(source: Alf van Beem)

At 61, the engineer Jean-Marc Jancovici is a climate activist icon. He eats little meat, has no phone, and nearly never flies. “La décroissance ne fait pas plaisir,” he jokes, explaining that his contributions to fighting consumerism and pollution are not about maximizing personal comfort but attenuating his impact on nature. However, Jancovici’s approaches have sparked recent debates.

It is widely known that air travel contributes significantly to global warming: planes emit 3.5 percent of world carbon emissions, more than many countries, and up to 5 percent of total greenhouse gas emissions.  After studying these statistics, Jancovici modeled a new idea, to simply ban citizens from flying. A cap of four lifetime flights, he argues, would reduce carbon contributions sufficiently to prevent a global climate disaster.

At first glance, the professor’s plans seem unrealistic. His proposal subtly contradicts the widely recognized “right to free movements,” and to those who grew up in the age of globalization, air travel is a necessary part of that right. Put to the test, however, many French citizens agree with Jancovici’s project. When the Consumer Science and Analytics Institute (CSA) asked the French public, 41 percent of respondents said they would support such a ban, and as global warming accelerates, this minority seems likely to grow. Younger demographics surveyed were even more enthusiastic about the idea: 59 percent of them were willing to limit if not stop their plane usage altogether.

These statistics make sense put into context. Western Europeans and North Americans take on average fewer than two flights per year. In 2022, 4 in 10 American adults flew at all due to the cost and inconvenience of travel. In contrast, the global top one percent contribute to half of aviation-related CO2 emissions as the world’s biggest flyers. The reason many French citizens embrace Jancovici’s plans is not simply that aviation worsens the current climate crisis – the issue is that a tiny fraction of the population creates a disproportionate share of carbon emissions. Supporters advocate that the flying ban would achieve greater climate justice by ensuring that the majority does not pay the cost of  a small group’s lavish lifestyle.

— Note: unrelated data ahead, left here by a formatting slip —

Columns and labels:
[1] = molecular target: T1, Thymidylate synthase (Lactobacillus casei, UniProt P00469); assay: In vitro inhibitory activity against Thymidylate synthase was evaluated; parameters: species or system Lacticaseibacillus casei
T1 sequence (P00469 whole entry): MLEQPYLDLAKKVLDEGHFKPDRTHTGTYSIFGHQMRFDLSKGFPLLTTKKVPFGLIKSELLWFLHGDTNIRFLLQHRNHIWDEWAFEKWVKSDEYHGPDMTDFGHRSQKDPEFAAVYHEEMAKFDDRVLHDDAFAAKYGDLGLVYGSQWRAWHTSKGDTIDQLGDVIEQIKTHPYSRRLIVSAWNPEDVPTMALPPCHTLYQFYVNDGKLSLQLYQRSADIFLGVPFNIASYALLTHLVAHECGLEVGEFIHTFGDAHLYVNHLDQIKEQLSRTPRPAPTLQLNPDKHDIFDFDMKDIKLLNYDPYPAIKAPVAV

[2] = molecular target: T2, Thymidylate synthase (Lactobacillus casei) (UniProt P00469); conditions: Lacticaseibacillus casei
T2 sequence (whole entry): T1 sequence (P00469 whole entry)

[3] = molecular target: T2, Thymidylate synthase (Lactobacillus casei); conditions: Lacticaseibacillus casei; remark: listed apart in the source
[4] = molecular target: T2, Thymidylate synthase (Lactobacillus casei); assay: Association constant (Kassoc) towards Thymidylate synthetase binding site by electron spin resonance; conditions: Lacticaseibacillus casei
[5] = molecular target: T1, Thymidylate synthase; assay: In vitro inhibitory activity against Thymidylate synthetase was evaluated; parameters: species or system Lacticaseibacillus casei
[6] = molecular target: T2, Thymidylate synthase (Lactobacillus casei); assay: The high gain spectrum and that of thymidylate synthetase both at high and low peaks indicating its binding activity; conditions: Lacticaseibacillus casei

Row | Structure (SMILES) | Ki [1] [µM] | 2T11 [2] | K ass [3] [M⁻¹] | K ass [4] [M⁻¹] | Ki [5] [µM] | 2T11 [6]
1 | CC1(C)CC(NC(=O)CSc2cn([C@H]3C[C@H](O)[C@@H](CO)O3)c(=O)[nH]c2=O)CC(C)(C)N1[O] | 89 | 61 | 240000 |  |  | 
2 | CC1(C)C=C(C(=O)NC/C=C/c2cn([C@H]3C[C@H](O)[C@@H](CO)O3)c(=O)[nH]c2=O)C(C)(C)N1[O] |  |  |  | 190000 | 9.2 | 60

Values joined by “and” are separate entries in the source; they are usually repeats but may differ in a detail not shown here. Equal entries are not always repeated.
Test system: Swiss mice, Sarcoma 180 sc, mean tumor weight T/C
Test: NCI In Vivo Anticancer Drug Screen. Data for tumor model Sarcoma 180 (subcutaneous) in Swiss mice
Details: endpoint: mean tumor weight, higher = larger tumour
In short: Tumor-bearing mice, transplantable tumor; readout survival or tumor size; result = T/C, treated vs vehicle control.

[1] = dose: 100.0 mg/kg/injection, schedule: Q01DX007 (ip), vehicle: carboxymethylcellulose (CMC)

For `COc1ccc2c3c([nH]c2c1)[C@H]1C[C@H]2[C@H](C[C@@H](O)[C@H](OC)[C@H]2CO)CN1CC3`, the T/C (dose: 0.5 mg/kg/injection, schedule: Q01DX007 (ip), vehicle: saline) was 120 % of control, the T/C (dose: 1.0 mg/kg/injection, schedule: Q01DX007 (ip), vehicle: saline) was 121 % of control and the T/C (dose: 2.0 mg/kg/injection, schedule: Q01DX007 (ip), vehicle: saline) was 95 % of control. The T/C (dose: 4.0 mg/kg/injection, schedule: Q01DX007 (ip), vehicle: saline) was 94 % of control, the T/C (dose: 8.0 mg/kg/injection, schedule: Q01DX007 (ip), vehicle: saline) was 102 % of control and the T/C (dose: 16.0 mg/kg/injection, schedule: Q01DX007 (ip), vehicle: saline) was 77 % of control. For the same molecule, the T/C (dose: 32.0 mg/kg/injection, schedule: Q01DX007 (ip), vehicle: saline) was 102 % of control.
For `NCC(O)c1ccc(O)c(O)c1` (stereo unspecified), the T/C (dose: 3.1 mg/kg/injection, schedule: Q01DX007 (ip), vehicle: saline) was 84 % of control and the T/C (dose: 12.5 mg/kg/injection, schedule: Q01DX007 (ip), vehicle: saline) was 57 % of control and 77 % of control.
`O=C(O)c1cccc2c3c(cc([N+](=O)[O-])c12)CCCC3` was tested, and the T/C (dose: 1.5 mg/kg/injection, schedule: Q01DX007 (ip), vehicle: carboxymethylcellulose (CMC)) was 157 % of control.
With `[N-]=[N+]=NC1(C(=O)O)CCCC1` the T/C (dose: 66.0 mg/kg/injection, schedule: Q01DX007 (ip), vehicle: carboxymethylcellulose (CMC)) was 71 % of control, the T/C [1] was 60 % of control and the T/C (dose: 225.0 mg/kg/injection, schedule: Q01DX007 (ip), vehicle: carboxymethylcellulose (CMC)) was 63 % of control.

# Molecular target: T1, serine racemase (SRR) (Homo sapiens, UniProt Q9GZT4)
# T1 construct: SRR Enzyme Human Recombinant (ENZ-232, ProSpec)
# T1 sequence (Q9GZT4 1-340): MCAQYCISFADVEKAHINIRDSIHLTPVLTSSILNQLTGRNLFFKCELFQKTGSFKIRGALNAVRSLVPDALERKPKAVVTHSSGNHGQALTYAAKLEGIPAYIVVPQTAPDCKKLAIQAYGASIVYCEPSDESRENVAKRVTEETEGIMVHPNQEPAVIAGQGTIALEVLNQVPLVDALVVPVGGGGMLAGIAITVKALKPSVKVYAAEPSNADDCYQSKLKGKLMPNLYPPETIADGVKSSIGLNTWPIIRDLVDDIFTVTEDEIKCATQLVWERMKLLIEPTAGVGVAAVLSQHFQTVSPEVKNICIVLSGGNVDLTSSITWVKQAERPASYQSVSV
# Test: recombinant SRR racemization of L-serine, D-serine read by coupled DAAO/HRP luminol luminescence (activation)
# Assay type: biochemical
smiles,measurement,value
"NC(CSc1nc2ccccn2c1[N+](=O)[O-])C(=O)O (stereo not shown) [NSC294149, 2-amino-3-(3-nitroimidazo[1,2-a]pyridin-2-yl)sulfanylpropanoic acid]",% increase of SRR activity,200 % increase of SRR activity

But what would an air travel ban mean for France? Besides the fact that those compelled to fly will find a way to do so anyway, the economic fallout of such a decision could be considerable. Take Toulouse, Airbus’ international headquarters, where generations of engineers and manufacturers gather from all over to share their aspirations for the future of air travel. Toulouse is just a microcosm of the 1.1 million French jobs air transport creates, that add to 4.2 percent of France’s overall GDP. Where would those jobs go without an air transit industry? Additionally, limiting air transport would restrain France’s tourism revenues that rake in 58 billion USD each year. An air travel ban could also hurt France’s social diversity, particularly by disincentivizing immigration. Immigrants living in France would feel cut off from their home communities and those who would otherwise move to France would feel inclined to search for work elsewhere. For some critics, this proposal seems like a way to isolate lower-income immigrant communities and make their immigration process more difficult.

In essence, Jean-Marc Jancovici has highlighted an important trend in favor of rigorous climate policies. The disproportionate plane usage by globalized elites and the imminence of irreversible climate damage lead many young French voters to push for a flying ban to hold their wealthier counterparts accountable. Nonetheless, because of the economic, cultural, and social ramifications involved, French leaders are unlikely to proclaim flight bans soon. Instead, they are looking to invest in cleaner jet fuel, encourage alternative modes of transportation, and sponsor green infrastructure projects. It will be interesting to see how France confronts these issues at the COP 28 summit in Dubai this December.

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